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Royal Aircraft Factory F.E.8

United Kingdom (1916)

Detailing the development and operational history of the Royal Aircraft Factory F.E.8 Biplane Fighter Aircraft.

 Entry last updated on 2/13/2018; Authored by Staff Writer; Content ©www.MilitaryFactory.com



  Royal Aircraft Factory F.E.8  
Picture of Royal Aircraft Factory F.E.8 Biplane Fighter Aircraft


The single-seat RAF F.E.8 biplane fighter as no match for German aircraft as the pilot was charged with flying his aircraft, scanning for enemy, aiming and shooting the machine gun all on his own.

The Royal Aircraft Factory F.E.8 ("FE" = "Fighter Experimental") recorded a first-flight in September of 1915 and adopted for service with the Royal Flying Corps of Britain on August 2nd, 1916. To this point, the British military machine had been committed to total war in Europe for the period of two years and aircraft design was just one part of the very complicated formula to victory. The F.E.8 followed much of the design philosophy seen in the earlier F.E.2 model, continuing the arrangement which sat the engine behind the sole pilot.

As the British still lacked any sort of viable "interrupter" gear for their machine guns when mounted behind a spinning propeller blade, it was required that the engine simply be located behind the pilot. This forced the "pusher" arrangement in which the propeller spun behind the engine itself. The major benefit to this was that the frontal section of the aircraft was now unobstructed for the pilot in both vantage point and firing arcs and her was positioned much further ahead of the center of gravity of his aircraft.

Unlike the earlier R.E.2 of September of 1915, which sat a crew of two to handle the workload, the F.E.8 forced a single crewman to manage the functions of the aircraft as well as the weaponry. This meant the pilot needed to keep his aircraft in the air, scan for targets and engage with accuracy all the while keeping his cool under fire. Problems with this arrangement were further compounded when the machine gun would inevitably jam requiring the pilot to now give the weapon his full attention.

Beyond the excellent visibility given to the pilot, the overall design of the aircraft yielded some very deadly results in some cases as the aircraft required specialized training to recover from a spin. Though the F.E.8 proved a more maneuverable and a lighter aircraft design than the preceding F.E.2 series, it was immediately outclassed by the German Albatros D.I and D.II biplane fighters, putting most F.E.8's at a major disadvantage in direct combat. Baron von Richthofen's group, the famous "Red Baron" of Germany, downed no fewer than nine F.E.8s in a single sortie, showing just how outclassed the type was.
Introduced in August of 1916, the F.E.8 managed a frontline service life up until the middle of 1917 by which point total production yielded just 295 examples. In comparison, the R.E.2 was built in nearly 2,000 examples from 1914 until 1918 (the final year of the war). beyond the Royal Aircraft Factory (RAF), Darracq Motor Engineering and Vickers were involved in the manufacture of the F.E.8.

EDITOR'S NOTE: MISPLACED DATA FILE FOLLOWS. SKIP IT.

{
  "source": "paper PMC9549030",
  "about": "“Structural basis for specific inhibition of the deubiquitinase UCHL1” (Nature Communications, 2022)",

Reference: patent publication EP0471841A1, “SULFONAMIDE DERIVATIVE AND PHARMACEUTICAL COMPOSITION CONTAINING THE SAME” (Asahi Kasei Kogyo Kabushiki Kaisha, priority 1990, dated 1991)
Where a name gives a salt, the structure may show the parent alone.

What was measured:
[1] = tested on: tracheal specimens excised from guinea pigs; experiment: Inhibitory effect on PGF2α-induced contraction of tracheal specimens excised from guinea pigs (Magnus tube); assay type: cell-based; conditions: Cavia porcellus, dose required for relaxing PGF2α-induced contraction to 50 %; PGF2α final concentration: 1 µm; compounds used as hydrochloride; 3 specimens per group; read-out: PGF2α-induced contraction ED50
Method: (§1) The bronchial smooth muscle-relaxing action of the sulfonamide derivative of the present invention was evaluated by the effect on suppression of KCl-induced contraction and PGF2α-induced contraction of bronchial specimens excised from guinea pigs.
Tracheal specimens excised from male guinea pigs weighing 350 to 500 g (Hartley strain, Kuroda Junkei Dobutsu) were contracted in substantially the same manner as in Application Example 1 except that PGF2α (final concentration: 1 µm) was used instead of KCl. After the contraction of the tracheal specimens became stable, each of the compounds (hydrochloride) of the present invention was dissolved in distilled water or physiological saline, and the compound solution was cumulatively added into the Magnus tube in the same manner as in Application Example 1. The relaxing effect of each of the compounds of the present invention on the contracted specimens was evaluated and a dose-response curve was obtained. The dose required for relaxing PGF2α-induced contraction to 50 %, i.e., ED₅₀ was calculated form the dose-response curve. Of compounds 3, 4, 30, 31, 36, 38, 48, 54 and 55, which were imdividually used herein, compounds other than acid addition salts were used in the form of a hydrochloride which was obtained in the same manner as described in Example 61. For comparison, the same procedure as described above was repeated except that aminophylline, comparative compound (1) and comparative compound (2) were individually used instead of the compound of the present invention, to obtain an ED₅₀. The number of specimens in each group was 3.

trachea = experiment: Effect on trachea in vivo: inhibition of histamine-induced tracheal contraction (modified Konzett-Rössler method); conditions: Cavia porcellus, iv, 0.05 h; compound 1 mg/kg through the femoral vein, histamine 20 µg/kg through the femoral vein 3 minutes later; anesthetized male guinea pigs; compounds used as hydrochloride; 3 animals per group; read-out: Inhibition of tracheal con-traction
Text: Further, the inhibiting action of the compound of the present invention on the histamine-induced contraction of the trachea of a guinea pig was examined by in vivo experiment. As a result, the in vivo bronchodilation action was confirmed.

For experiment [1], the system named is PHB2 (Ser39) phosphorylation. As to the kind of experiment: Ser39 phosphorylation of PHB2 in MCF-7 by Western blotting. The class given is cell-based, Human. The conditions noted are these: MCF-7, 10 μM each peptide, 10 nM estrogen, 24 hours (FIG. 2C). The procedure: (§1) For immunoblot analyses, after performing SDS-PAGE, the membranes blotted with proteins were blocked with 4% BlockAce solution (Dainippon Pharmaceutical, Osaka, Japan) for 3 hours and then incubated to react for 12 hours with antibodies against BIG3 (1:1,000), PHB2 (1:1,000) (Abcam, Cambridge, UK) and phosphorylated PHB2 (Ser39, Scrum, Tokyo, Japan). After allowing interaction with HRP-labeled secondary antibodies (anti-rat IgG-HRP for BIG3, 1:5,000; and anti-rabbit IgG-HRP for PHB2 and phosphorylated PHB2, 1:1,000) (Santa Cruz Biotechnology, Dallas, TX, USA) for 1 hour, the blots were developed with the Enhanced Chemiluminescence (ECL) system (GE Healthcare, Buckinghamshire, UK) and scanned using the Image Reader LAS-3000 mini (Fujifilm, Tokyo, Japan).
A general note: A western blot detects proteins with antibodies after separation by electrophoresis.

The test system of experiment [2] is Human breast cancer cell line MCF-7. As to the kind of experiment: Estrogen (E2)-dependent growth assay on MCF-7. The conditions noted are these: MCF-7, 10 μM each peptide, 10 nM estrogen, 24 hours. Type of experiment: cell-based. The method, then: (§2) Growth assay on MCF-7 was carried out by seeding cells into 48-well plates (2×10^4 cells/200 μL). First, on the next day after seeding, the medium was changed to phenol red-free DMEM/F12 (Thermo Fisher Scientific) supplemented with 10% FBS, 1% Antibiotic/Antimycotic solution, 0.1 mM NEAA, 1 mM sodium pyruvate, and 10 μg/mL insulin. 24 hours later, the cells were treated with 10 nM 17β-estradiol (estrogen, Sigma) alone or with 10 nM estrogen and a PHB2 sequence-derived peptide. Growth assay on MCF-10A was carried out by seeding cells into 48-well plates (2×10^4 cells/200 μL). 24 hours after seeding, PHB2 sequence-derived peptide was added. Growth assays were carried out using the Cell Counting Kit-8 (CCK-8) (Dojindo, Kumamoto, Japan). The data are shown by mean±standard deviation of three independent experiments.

Operators included Nos. 5, 29, 40 and 41 Squadrons of the Royal Flying Corps. The type was not exported.

The F.E.8 had an overall length of 23.7 feet, a wingspan of 31.5 feet and a height of 9 feet. Empty weight was 960lb against a loaded weight of 1,470lb. Power was from a single French-made Le Rhone 9-cylinder air-cooled rotary engine outputting 110 horsepower and driving a two-bladed wooden propeller. Maximum speed reached over 93 miles per hour and its service ceiling was 14,500 feet. Mission endurance was about 2.5 hours. Beyond its single .303 Lewis Gun (on a trainable mounting over the nose), the aircraft could carry a light load of drop bombs. The wing mainplanes were equal-span showcasing two bays with parallel struts. The main landing gear element sat under center mass with a skid unit seated under the tail. The tail was joined to the wing mainplanes by way of thin booms.
Royal Aircraft Factory F.E.8 Specifications
National Flag Graphic
United Kingdom
Year: 1916
Status: Retired, Out-of-Service
Type: Biplane Fighter Aircraft
Manufacturer(s): Royal Aircraft Factory - UK
Production: 295
Supported Mission Types
Air-to-Air
Interception
Unmanned
Ground Attack
Close-Air Support
Training
Anti-Submarine
Anti-Ship
Airborne Early Warning
MEDEVAC
Electronic Warfare
Maritime/Navy
Aerial Tanker
Utility/Transport
Passenger Industry
VIP Travel
Business Travel
Search/Rescue
Recon/Scouting
Special Forces
X-Plane/Development
Structural
Crew: 1
Length: 23.65 ft (7.21 m)
Width: 31.50 ft (9.60 m)
Height: 9.15 ft (2.79 m)
Empty Weight: 895 lb (406 kg)
MTOW: 1,345 lb (610 kg)


Installed Power
1 x Gnome Monosoupape rotary piston engine developing 100 horsepower.

Standard Day Performance
Maximum Speed: 94 mph (151 kph; 82 kts)
Service Ceiling: 14,501 ft (4,420 m; 2.75 mi)


Armament
STANDARD:
1 x 7.7mm (0.303 caliber) Lewis machine gun on a trainable mounting at the nose.

OPTIONAL:
Lightweight bomb load.


Operators List
United Kingdom (retired)

Series Model Variants
• F.E.8 - Single-Seat Fighter Designation


Supported Weapon Systems
Graphical image of an aircraft medium machine gun
Graphical image of an aircraft conventional drop bomb munition